The story of Jesus is more than mere legend. Latter-day Saints believe the events describing the life of Jesus Christ in the King James Bible to be historical fact. Jesus Christ stands at the head of our Church and is the center of our faith. The real name of what many refer to as the Mormon religion is The Church of Jesus Christ of Latter-day Saints. We worship Him as the Son of God and the Savior of the world. Since He committed no sins, Mormons study the story of Jesus as a perfect template from which to try to model our own lives. The canonized story of His life in Israel can be found in the New Testament, in the books Matthew, Mark, Luke, and John.
Mormons believe that the Nativity, or the birth of Jesus in Bethlehem, marks a midpoint in the timeline of human existence on Earth. Because His Son would bring truth and salvation to the entire human family, the Father sent Jesus at what the scriptures call “the meridian of time.” His birth had been foretold by prophets since the time of Adam, and believers looked forward to His arrival with joy for thousands of years. Mary was chosen to be the Savior’s mother for her pure heart and her bloodline of obedient servants of God. In the humblest of worldly circumstances, in a dirty stable surrounded by farm animals, the King of this world came to experience life just as we do. Angelic choirs and a new star in the sky announced His arrival, and both lowly shepherds and esteemed scholars came to visit the new baby.
The story of Jesus tells us that when Jesus reached the age of thirty—the age at which His Jewish culture would allow Him to become a rabbi or spiritual leader—He began to proclaim His true identity as the Son of God. This announcement caused quite a stir among the Jews who did not recognize Him as the very being they worshipped. Although their own sacred writings prophesied of a Messiah, they expected a military leader who would free them from Roman rule. Others, however, watched Him perform miracles that helped people, felt the truth of His words, and followed Him.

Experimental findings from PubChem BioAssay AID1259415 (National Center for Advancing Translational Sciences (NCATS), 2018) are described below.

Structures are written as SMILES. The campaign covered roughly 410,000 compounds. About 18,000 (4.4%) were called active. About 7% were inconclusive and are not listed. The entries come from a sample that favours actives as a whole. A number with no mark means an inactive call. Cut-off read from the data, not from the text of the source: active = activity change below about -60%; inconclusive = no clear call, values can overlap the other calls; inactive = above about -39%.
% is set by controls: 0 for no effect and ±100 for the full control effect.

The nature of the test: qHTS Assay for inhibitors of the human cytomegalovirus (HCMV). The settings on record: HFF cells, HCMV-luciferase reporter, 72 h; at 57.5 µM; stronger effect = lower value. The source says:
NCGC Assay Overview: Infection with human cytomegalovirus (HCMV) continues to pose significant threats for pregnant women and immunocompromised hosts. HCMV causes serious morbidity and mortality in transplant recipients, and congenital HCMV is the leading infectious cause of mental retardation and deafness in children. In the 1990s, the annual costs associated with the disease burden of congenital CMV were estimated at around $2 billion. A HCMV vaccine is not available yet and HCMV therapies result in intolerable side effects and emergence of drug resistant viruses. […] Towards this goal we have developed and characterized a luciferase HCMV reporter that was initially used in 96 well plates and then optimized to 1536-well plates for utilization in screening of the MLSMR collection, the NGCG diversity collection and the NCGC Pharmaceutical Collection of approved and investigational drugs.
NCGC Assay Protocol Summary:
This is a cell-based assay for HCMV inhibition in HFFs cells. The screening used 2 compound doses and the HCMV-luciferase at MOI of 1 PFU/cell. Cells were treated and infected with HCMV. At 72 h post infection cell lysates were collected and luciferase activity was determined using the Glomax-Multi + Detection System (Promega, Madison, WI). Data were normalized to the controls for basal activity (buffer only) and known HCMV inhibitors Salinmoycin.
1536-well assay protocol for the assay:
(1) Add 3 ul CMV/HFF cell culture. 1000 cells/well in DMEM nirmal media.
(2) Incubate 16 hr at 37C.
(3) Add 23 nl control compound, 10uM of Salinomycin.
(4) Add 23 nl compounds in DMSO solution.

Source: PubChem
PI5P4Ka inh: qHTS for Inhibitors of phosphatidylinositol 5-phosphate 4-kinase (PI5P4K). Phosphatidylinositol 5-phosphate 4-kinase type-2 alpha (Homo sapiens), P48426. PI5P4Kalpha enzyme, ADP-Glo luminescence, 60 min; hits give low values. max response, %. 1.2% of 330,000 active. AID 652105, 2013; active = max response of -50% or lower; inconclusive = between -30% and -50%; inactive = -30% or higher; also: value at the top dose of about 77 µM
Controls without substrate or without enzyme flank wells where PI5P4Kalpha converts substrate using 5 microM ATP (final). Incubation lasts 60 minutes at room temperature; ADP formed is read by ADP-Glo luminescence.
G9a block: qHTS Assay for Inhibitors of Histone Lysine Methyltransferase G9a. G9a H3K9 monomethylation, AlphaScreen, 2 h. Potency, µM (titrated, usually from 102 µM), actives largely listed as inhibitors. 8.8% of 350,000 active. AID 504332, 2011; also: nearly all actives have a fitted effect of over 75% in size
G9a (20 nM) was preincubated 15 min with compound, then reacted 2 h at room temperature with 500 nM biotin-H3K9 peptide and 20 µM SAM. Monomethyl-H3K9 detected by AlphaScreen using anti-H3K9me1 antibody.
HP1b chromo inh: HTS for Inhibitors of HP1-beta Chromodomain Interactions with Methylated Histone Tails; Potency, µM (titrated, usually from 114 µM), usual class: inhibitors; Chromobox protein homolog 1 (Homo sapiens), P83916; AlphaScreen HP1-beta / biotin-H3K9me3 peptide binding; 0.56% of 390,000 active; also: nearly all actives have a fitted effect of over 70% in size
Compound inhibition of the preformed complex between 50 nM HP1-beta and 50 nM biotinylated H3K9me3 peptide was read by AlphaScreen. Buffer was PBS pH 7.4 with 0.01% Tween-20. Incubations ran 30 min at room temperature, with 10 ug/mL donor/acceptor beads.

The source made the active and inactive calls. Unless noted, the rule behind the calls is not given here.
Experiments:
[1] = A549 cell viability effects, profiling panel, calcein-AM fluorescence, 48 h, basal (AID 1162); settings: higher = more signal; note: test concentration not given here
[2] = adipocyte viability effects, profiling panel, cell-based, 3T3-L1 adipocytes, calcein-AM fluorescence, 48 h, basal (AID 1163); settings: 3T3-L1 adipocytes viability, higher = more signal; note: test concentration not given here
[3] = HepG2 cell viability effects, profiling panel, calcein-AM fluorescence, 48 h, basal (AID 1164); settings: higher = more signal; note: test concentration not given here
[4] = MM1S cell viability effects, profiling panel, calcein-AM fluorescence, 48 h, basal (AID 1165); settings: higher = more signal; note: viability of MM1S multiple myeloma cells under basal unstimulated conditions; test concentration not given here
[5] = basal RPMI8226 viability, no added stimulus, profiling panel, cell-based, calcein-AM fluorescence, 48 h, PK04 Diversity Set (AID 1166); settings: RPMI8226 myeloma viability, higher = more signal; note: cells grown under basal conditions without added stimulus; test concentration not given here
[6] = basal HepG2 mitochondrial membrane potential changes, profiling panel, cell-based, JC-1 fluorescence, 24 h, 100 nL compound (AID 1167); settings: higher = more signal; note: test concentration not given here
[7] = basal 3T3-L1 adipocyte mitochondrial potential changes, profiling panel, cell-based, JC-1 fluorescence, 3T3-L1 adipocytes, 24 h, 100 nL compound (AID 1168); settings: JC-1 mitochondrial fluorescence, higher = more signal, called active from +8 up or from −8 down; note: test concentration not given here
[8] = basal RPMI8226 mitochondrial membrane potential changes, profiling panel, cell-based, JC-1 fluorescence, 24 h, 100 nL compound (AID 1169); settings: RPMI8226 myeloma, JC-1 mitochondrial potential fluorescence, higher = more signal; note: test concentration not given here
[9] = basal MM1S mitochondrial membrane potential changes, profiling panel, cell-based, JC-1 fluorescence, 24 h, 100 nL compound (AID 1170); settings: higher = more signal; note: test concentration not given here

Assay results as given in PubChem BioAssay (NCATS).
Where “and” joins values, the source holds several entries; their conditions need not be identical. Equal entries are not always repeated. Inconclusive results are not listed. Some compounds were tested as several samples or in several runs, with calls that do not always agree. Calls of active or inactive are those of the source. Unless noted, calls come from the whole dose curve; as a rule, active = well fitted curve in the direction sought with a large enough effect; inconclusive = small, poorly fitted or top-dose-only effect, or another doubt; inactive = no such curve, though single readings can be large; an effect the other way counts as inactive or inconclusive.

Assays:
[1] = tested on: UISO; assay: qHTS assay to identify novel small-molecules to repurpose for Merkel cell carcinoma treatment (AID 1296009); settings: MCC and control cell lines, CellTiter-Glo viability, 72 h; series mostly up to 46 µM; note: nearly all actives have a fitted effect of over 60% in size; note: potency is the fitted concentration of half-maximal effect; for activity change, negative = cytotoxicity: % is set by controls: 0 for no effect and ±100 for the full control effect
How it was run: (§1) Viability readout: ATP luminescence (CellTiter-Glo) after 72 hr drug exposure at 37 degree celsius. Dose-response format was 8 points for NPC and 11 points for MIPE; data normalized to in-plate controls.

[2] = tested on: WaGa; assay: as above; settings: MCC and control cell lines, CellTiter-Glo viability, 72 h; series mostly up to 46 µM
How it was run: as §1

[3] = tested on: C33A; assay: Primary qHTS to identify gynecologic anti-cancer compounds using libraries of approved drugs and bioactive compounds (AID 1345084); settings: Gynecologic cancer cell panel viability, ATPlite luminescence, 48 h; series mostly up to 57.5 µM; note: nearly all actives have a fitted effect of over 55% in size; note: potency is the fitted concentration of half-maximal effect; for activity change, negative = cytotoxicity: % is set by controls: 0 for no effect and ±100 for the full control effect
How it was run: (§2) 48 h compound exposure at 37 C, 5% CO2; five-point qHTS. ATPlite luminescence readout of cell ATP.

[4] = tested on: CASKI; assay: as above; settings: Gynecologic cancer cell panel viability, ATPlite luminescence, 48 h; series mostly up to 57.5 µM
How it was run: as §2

For three years, Jesus traveled the land of Israel and spread a new ideology about love and forgiveness to a people steeped in the vengeful tradition of “an eye for an eye.” His words changed their hearts. He displayed His divine power as He walked on water, calmed storms, healed the sick, and even raised the dead. Thousands flocked to hear Him.
The traditional Jews hoped their Messiah would possess political power and brute strength, but Jesus’ mission was much bigger than simply toppling a paltry human government. His war was with evil itself.
Just before his capture by Jewish leaders, Jesus undertook the most crucial act in human history. Mormons refer to the event as the Atonement, though it is also known as the Passion. Knowing that His Father could not accept sinful beings in His presence, Jesus offered Himself—an innocent man—as the final sacrifice, and He paid the price for our mistakes. As He knelt in an olive garden, Jesus willingly took our sins upon Himself.
In those grueling hours, our Savior felt the agony of hell, and remorse for each crime or misdeed anybody would ever commit. He also felt the physical torment of disease and the desolation of the abused. The mental anguish was so severe that His body also suffered, and He bled from every pore. Only a deity could have endured the immense burden, and only a man could have felt the pain exactly as we do.
The LDS church teaches that this was the reason Christ came: to save the world from sin. Jesus suffered for our sins so that we don’t have to. If we are willing to repent of our sins and believe in Christ, the Father will accept His son’s sacrifice on our behalf, and admit us into heaven.
Death and Resurrection
As part of His atonement, Christ allowed Himself to be taken by the Jews and crucified. For centuries, His death had been foretold and symbolized over and over again in the Jewish religious practice of animal sacrifice, wherein only an unblemished, firstborn animal was sacrificed to absorb the sins of a family.
According to the story of Jesus, three days after He had been confirmed dead, Jesus came back to life. In a renewed and glorified body, He left His tomb to bless and heal people again. Mormons believe this Resurrection to be the crowning event of the Atonement. His resurrection unlocked death for the rest of us. He offers resurrection as a free gift for everyone, regardless of belief or obedience, and we believe that all people will regain their own renewed bodies after death.
Jesus Christ is our ultimate hero. He taught us how to live peacefully, He sacrificed Himself for our happiness, and He conquered death. Mormons believe that we should use His gift not only at the final judgment but also in our daily lives. When we are baptized into His church, we are cleansed from all our sins. When we sincerely repent of each mistake, we allow Him to free us of the burden of guilt so we can live with joy.
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“The Story of Jesus” was written by Natalie Conforto. The subject “The Story of Jesus” is important to members of The Church of Jesus Christ of Latter-day Saints. If you would like to know more about Mormons with no obligation, please click on the following links: